Just like the real thing


Motor sport technology has gone through several boom periods over the years, but perhaps none bigger than the one happening in the modern era. The by-product of this is that the industry has had to reach out to companies that can offer services that can’t be found from within the racing fold.

One of the reasons for this growth is that these new technologies are expanding beyond teams’ needs in the workshop or at the track. As simulator technology has improved, the need for extensive testing for a driver to get his or her head around a new circuit, tweak set-up, or to find a way to shave off those last tenths, has been removed.

The capability of modern gaming systems has increased to the point where Gran Turismo players are excelling on the world stage. And you can forget ‘90s fare like Nigel Mansell’s World Championship Racing; with the likes ofiRacing the gap between cockpit and couch has narrowed to the point where online championships are serious business. Some have even drawn the attention of the motor sport press in the USA.

1992: Nigel Mansell’s World Championship Racing. This is Monza, apparently

One of the companies this development has drawn into the motor sport industry is LandScope, a Shropshire-based integrated survey and data management company. While motor sport business is a small part of its workload it’s by far the most visible one, and with Formula E coming to London next year there’s a brand new circuit to model.

“We normally do lots of work for the Highways Agency,” says company director Martin Berry, “and we’ve also worked with some motor sport simulator developers like Eutechnyx, and Monumental Games and Dorna for the MotoGP games. We haven’t really marketed ourselves in this area because we’re more like dull surveyors than racing types. It’s not what we’re known for, but it does make for an interesting break from some of the more mundane mapping we normally do.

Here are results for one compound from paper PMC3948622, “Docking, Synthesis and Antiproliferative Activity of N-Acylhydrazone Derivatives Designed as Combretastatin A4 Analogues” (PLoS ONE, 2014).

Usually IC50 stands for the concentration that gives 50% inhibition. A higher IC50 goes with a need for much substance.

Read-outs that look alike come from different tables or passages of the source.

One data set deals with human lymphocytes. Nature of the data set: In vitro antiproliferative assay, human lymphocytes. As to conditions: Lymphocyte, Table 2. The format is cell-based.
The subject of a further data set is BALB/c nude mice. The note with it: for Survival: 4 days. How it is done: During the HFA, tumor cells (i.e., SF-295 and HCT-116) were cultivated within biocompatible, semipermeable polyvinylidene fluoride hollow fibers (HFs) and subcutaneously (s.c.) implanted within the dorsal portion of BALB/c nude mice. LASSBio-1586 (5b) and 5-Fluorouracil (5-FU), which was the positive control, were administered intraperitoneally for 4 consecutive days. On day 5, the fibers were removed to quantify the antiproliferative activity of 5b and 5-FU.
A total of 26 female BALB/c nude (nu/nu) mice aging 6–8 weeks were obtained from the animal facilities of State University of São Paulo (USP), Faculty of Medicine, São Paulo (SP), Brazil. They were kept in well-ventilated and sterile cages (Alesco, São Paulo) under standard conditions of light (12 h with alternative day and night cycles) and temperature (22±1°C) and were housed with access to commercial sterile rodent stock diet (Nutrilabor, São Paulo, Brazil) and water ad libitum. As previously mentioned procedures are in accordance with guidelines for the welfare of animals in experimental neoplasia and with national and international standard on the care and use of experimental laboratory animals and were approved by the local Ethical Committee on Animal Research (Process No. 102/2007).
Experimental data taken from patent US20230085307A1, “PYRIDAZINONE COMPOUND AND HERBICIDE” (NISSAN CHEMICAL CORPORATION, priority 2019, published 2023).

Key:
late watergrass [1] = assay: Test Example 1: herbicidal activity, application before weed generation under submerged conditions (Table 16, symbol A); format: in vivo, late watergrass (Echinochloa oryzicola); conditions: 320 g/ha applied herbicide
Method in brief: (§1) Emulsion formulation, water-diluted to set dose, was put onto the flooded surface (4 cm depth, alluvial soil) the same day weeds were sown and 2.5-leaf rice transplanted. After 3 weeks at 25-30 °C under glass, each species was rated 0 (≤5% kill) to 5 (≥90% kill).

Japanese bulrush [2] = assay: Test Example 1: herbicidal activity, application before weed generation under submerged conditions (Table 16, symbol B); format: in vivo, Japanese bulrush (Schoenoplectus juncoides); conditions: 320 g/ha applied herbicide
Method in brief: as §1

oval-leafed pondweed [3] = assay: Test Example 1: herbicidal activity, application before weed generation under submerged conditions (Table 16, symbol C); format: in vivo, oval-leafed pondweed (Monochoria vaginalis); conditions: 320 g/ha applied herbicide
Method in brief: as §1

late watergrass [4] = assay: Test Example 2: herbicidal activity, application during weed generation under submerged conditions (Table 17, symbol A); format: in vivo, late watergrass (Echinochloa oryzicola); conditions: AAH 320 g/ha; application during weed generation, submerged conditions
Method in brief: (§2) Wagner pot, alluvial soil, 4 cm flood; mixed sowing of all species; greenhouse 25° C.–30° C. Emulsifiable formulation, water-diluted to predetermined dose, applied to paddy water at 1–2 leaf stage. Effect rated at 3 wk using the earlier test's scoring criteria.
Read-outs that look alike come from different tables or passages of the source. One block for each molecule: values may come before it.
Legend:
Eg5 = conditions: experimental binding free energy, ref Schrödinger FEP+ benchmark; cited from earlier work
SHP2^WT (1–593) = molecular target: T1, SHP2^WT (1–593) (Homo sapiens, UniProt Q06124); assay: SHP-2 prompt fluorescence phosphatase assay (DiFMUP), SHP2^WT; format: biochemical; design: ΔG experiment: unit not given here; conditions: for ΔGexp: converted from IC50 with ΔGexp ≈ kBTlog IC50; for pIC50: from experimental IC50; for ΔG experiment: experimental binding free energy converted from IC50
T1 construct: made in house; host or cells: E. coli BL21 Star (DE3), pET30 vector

“The Formula E deal came about through the University of Hertfordshire, which is building an environmental model for the London circuit. It’s very much research and development at this stage but they’re working with Cruden [one of the biggest simulator companies]. The point cloud [see below] and photographic model allows their modellers to build the environment which these simulators and games use.”

So how does LandScope get an accurate 3D survey of the track? And what exactly is a point cloud?

How the scanner works

“To put it simply, we put this very expensive piece of kit on a vehicle and drive around the course,” explains Berry. “It’s shooting out hundreds of millions of LiDAR [light detection and ranging] measurements, pinging light off everything in its line of sight. In a second it’s gathering hundreds of thousands of very accurate points. You end up with what we call a point cloud – a geometrically accurate sample of the landscape – which is then augmented with photography.